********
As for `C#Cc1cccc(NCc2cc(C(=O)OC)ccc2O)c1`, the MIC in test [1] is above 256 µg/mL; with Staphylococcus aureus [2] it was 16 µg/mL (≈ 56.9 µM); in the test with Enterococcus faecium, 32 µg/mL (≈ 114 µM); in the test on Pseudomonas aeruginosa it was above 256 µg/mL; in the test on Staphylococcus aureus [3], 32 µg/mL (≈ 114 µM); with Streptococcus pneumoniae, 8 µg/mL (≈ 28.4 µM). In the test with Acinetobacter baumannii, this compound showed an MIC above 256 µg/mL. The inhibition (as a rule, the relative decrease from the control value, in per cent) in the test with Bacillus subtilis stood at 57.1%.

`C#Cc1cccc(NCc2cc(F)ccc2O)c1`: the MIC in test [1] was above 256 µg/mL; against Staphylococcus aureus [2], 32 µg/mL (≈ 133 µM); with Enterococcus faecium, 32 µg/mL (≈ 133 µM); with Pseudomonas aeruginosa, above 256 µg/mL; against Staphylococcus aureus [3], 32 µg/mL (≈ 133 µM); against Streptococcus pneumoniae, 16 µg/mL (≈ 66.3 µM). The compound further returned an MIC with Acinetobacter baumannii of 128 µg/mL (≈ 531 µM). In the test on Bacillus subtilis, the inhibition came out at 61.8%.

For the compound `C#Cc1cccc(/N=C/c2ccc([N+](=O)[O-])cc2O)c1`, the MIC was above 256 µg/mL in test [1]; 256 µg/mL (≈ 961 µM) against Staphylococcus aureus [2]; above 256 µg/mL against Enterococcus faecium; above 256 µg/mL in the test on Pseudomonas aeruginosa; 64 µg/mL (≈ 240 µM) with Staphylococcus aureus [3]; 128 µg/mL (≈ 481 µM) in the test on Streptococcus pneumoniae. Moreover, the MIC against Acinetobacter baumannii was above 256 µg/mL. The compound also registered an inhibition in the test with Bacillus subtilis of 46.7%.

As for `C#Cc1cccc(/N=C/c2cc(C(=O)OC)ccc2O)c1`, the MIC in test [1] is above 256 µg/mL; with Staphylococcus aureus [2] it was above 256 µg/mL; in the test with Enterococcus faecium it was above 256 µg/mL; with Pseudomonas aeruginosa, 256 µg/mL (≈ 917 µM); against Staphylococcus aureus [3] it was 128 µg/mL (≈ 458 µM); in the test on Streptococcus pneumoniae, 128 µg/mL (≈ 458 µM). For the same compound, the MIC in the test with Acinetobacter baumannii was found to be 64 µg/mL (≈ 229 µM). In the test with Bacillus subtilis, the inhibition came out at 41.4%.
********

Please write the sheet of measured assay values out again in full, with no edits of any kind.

As for `C#Cc1cccc(NCc2cc(C(=O)OC)ccc2O)c1`, the MIC in test [1] is above 256 µg/mL; with Staphylococcus aureus [2] it was 16 µg/mL (≈ 56.9 µM); in the test with Enterococcus faecium, 32 µg/mL (≈ 114 µM); in the test on Pseudomonas aeruginosa it was above 256 µg/mL; in the test on Staphylococcus aureus [3], 32 µg/mL (≈ 114 µM); with Streptococcus pneumoniae, 8 µg/mL (≈ 28.4 µM). In the test with Acinetobacter baumannii, this compound showed an MIC above 256 µg/mL. The inhibition (as a rule, the relative decrease from the control value, in per cent) in the test with Bacillus subtilis stood at 57.1%.

`C#Cc1cccc(NCc2cc(F)ccc2O)c1`: the MIC in test [1] was above 256 µg/mL; against Staphylococcus aureus [2], 32 µg/mL (≈ 133 µM); with Enterococcus faecium, 32 µg/mL (≈ 133 µM); with Pseudomonas aeruginosa, above 256 µg/mL; against Staphylococcus aureus [3], 32 µg/mL (≈ 133 µM); against Streptococcus pneumoniae, 16 µg/mL (≈ 66.3 µM). The compound further returned an MIC with Acinetobacter baumannii of 128 µg/mL (≈ 531 µM). In the test on Bacillus subtilis, the inhibition came out at 61.8%.

For the compound `C#Cc1cccc(/N=C/c2ccc([N+](=O)[O-])cc2O)c1`, the MIC was above 256 µg/mL in test [1]; 256 µg/mL (≈ 961 µM) against Staphylococcus aureus [2]; above 256 µg/mL against Enterococcus faecium; above 256 µg/mL in the test on Pseudomonas aeruginosa; 64 µg/mL (≈ 240 µM) with Staphylococcus aureus [3]; 128 µg/mL (≈ 481 µM) in the test on Streptococcus pneumoniae. Moreover, the MIC against Acinetobacter baumannii was above 256 µg/mL. The compound also registered an inhibition in the test with Bacillus subtilis of 46.7%.

As for `C#Cc1cccc(/N=C/c2cc(C(=O)OC)ccc2O)c1`, the MIC in test [1] is above 256 µg/mL; with Staphylococcus aureus [2] it was above 256 µg/mL; in the test with Enterococcus faecium it was above 256 µg/mL; with Pseudomonas aeruginosa, 256 µg/mL (≈ 917 µM); against Staphylococcus aureus [3] it was 128 µg/mL (≈ 458 µM); in the test on Streptococcus pneumoniae, 128 µg/mL (≈ 458 µM). For the same compound, the MIC in the test with Acinetobacter baumannii was found to be 64 µg/mL (≈ 229 µM). In the test with Bacillus subtilis, the inhibition came out at 41.4%.